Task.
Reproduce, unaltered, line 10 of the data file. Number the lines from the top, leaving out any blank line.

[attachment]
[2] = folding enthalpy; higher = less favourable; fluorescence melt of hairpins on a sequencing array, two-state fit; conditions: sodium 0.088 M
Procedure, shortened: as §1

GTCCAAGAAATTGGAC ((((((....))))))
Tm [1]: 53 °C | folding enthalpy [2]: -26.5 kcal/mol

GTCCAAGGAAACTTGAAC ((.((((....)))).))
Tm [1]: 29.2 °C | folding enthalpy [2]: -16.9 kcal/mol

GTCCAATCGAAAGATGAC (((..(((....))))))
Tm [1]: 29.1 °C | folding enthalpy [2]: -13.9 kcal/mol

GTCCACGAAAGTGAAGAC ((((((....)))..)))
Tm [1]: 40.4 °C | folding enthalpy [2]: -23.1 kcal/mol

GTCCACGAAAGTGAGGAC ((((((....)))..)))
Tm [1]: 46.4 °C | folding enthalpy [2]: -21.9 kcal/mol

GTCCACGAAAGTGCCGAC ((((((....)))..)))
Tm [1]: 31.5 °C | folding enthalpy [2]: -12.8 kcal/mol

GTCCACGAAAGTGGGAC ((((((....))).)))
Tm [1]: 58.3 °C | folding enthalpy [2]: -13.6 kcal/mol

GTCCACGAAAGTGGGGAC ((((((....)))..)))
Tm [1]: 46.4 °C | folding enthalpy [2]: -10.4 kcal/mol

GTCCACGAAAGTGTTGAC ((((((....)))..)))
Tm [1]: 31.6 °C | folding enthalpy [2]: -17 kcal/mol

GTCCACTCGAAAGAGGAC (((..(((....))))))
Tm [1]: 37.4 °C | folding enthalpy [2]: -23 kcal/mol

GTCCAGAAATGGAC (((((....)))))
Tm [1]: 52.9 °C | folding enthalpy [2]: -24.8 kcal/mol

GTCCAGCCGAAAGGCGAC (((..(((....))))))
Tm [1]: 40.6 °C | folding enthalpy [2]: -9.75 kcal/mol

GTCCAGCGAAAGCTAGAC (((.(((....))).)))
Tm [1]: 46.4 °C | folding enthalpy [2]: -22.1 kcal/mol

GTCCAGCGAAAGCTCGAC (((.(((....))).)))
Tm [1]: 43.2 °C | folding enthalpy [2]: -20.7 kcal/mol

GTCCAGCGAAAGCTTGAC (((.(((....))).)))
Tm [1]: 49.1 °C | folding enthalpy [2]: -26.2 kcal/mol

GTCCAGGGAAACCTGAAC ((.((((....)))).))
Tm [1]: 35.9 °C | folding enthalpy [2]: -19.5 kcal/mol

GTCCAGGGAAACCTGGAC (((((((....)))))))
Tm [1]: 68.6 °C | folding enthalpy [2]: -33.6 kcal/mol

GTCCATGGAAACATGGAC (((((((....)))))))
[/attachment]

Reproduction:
Tm [1]: 40.4 °C | folding enthalpy [2]: -23.1 kcal/mol